WAXAHACHIE

Bras are common support tools and, though one new organization by the same name does just that, sometimes women just need a little more help.

The nonprofit, Believing Restoration is Attainable — better known as BRA —impacts the lives of widowed and divorced women.

Sharon Verigan, the founder of Believing Restoration is Attainable, lost her father in 2007.

“I talked to him on New Year’s Eve and didn’t hear from him all New Year’s Day," Verigan shared. "I had a dream that night he had passed away. I had someone go to his apartment, and he had."

The tragic experience made Verigan more empathetic and admitted she would not have been able to grieve the death without support.

About four years ago, Verigan established BRA with the help of several women. “People were placed in my life at the right time,” Sharon relayed.

The BRA community connects through a private Facebook page that consists of women in Ellis County and other states. This serves as an online support system, and the local ladies engage in person once a month at a brunch. The gathering incorporates a guest speaker and activities to strengthen the mind and spirit.

At the first brunch, there were about 10 people, but Verigan was not really feeling it. An attendee of the first brunch enlightened Verigan about her experience, and it inspired Verigan to follow up with another event. She went about the vibe of the brunch a little differently the next time, “and it blew up.”

What started as 10 women, evolved into 20 and then to 40.

THE IMPACT

One of those women is Jadalynn Griffin. She joined BRA after the unexpected death of her husband, Andy Griffin, in 2004.

“He was the party," Jadalynn recalled. "He was just as much caring as he was fun and he loved without limits. He was probably the best thing that ever happened to me."

Andy was a truck driver who transported vehicles. On June 16, 2016, he was outside of his truck in Tyler where he was hit by another car and died. They had just celebrated their seventh wedding anniversary 10 days earlier.

Jadalynn was “blindsided” by the sudden death. He had just returned from vacation with their child and served at church that Sunday together.

Within minutes of Texas State Troopers delivering the news of her husband’s death, she called The Oaks Church. Verigan and her husband arrived on behalf of the church.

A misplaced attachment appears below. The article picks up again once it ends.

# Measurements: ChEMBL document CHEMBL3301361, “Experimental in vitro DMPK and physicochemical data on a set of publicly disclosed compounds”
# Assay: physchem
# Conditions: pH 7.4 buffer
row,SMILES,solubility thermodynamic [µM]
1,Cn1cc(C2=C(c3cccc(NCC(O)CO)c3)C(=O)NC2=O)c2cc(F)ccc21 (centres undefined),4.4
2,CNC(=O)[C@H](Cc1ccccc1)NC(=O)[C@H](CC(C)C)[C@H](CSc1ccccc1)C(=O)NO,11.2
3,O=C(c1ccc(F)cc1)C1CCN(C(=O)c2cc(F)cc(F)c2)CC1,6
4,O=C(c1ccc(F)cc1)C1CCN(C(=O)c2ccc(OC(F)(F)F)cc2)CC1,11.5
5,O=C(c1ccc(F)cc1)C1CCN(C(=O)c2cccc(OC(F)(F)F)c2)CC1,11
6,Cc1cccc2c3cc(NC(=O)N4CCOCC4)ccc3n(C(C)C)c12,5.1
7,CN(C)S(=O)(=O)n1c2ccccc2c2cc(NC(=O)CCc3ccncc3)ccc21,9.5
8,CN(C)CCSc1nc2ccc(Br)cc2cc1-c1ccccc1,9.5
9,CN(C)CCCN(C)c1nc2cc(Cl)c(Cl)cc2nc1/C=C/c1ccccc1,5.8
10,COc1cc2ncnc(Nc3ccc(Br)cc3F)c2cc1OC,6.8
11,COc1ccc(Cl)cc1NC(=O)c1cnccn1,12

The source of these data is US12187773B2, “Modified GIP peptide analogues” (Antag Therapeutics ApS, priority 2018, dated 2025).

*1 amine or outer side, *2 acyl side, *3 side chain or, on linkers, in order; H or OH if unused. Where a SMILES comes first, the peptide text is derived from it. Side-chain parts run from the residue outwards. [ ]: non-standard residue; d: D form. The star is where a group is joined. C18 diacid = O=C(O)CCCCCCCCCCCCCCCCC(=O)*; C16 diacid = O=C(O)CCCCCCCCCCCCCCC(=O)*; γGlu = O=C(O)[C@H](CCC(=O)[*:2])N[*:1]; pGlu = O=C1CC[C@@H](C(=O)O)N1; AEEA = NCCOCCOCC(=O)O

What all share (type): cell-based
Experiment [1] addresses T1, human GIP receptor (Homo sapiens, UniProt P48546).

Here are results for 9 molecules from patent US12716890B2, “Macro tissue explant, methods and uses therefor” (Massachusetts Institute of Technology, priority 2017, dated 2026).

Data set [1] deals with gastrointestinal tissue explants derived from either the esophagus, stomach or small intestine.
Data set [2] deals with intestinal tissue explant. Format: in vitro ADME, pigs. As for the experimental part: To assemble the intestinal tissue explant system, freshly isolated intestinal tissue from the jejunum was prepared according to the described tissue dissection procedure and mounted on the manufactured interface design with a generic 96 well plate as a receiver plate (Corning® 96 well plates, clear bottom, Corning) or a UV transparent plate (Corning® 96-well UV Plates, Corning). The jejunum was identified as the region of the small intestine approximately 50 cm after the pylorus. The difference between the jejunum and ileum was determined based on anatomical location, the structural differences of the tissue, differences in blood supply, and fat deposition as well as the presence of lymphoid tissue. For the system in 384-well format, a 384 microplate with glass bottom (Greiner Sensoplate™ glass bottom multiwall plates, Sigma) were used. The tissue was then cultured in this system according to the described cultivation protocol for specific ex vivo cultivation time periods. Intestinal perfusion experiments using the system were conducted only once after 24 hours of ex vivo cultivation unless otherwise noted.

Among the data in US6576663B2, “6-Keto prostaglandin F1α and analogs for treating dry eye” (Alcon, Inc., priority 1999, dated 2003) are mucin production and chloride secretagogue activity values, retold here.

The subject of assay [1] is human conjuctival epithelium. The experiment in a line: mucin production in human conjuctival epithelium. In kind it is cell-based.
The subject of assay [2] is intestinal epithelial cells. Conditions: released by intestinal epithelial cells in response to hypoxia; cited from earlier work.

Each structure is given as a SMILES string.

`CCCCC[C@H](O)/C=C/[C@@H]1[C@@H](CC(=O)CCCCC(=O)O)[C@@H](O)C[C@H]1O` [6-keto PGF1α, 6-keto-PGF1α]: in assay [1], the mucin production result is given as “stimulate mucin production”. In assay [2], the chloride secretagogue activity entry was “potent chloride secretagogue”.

Verigan connected with Jadalynn at church, and private messaged her on Facebook to invite her to BRA. She immediately got involved with grief share for support. There was no one in her life which she could relate to.

“I needed someone who understood what I was going through. The next month in May was the first meeting I went to [with BRA]," Jadalynn relayed.

She is also part of a private BRA page for specifically widowed women. Jadalynn shared that about an eighth of the BRA group are widows.

“They are never judgmental. And sometimes a smell will throw you into an abyss of grief that you can’t move through," Jadalynn explained.

The widowed women understood the financial losses, too. Before Andy's death, Jadalynn was a stay at home mom.

When reflecting on the impact BRA made to her life the past two years, the resources it provided were significant in her grieving process. BRA hosted a Christmas, monthly events with speakers and made resources available such as grocery assistance. The program has also opened volunteering opportunities. Jadalynn said her time spent volunteering relieved her of some pain.

On the anniversary of Andy's death this year, instead of "staying in bed all day crying," she collected boxes of goods from Urban Wells in the heat.

“I would probably be sitting at home depressed and overcome with grief —stuck," she expressed.

The organization as a whole, "I feel they propelled me forward.”

Verigan shared how she talks a lot of the women into joining the first brunch or get together. Jadalynn admitted she was one of them. Her advice to other widows and divorcees is to "just do it."

“We’ve all been there. We need to be there for each other, and nobody walks alone unless they want to. But there is no need to. We are all stronger together, and where one person is weak, the other person is strong," Jadalynn advocated.

ADDITIONAL SERVICES

Urban Well magazine conducts a monthly food pantry to provide groceries to families in BRA. PAWS for Reflection Ranch and Verigan's dear friend, Brenda Elledge, help provide counseling. United Way West Ellis County plays a role in providing aid to the women, too.

Verigan disclosed that she is undergoing counseling at PAWS with the MANE program every Saturday. “It has been so amazing,” she shared.

Donations toward BRA contribute to counseling and the transition assistance. If a woman is in dire need of help whether that be with groceries, a car payment, rent, or counseling for themselves or their children, BRA contributes to those direct needs. Also, during the holidays they try to make new memories and gather the women for pictures, a meal, and gifts.

Sharon affirmed that the organization is not for women of domestic abuse.

Verigan does not consider an organized person or a party planner, but she has always been dedicated to social work. The program was established four years ago, and she has a vision for helping women everywhere. Her goal is to create a sports bra line to fund the organization.

“Everybody knows somebody that is a single parent because of divorce or their husband passes away suddenly and unexpectedly. Everybody knows someone," Verigan said. "When you are thinking about helping a charity if you can help with $10 a month because you know somebody who you wouldn’t want to be in their shoes and if you would put on their shoes for a minute, it’s hard.”

Ashley Ford | @aford_news | 469-517-1450